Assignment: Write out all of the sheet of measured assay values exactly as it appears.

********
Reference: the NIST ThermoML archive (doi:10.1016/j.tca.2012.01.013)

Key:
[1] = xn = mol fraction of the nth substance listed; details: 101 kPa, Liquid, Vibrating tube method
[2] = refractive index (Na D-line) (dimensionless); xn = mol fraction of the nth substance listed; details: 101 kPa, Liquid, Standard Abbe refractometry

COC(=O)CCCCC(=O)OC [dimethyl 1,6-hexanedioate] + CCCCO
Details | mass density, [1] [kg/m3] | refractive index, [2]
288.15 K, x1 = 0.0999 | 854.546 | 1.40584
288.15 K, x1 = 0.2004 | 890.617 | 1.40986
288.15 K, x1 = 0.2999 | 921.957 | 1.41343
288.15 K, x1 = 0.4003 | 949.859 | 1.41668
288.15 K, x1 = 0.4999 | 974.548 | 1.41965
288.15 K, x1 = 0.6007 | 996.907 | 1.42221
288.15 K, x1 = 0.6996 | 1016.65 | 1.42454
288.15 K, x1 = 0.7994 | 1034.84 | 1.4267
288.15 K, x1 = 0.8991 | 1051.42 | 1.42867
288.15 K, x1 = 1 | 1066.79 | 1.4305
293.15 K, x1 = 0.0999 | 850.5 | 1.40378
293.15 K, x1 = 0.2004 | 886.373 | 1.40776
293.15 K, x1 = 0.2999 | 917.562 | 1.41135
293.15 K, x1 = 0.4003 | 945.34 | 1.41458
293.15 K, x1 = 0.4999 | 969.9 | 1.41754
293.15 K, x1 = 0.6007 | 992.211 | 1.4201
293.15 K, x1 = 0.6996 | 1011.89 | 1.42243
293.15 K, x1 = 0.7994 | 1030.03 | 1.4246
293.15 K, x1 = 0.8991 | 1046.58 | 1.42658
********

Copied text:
Reference: the NIST ThermoML archive (doi:10.1016/j.tca.2012.01.013)

Key:
[1] = xn = mol fraction of the nth substance listed; details: 101 kPa, Liquid, Vibrating tube method
[2] = refractive index (Na D-line) (dimensionless); xn = mol fraction of the nth substance listed; details: 101 kPa, Liquid, Standard Abbe refractometry

COC(=O)CCCCC(=O)OC [dimethyl 1,6-hexanedioate] + CCCCO
Details | mass density, [1] [kg/m3] | refractive index, [2]
288.15 K, x1 = 0.0999 | 854.546 | 1.40584
288.15 K, x1 = 0.2004 | 890.617 | 1.40986
288.15 K, x1 = 0.2999 | 921.957 | 1.41343
288.15 K, x1 = 0.4003 | 949.859 | 1.41668
288.15 K, x1 = 0.4999 | 974.548 | 1.41965
288.15 K, x1 = 0.6007 | 996.907 | 1.42221
288.15 K, x1 = 0.6996 | 1016.65 | 1.42454
288.15 K, x1 = 0.7994 | 1034.84 | 1.4267
288.15 K, x1 = 0.8991 | 1051.42 | 1.42867
288.15 K, x1 = 1 | 1066.79 | 1.4305
293.15 K, x1 = 0.0999 | 850.5 | 1.40378
293.15 K, x1 = 0.2004 | 886.373 | 1.40776
293.15 K, x1 = 0.2999 | 917.562 | 1.41135
293.15 K, x1 = 0.4003 | 945.34 | 1.41458
293.15 K, x1 = 0.4999 | 969.9 | 1.41754
293.15 K, x1 = 0.6007 | 992.211 | 1.4201
293.15 K, x1 = 0.6996 | 1011.89 | 1.42243
293.15 K, x1 = 0.7994 | 1030.03 | 1.4246
293.15 K, x1 = 0.8991 | 1046.58 | 1.42658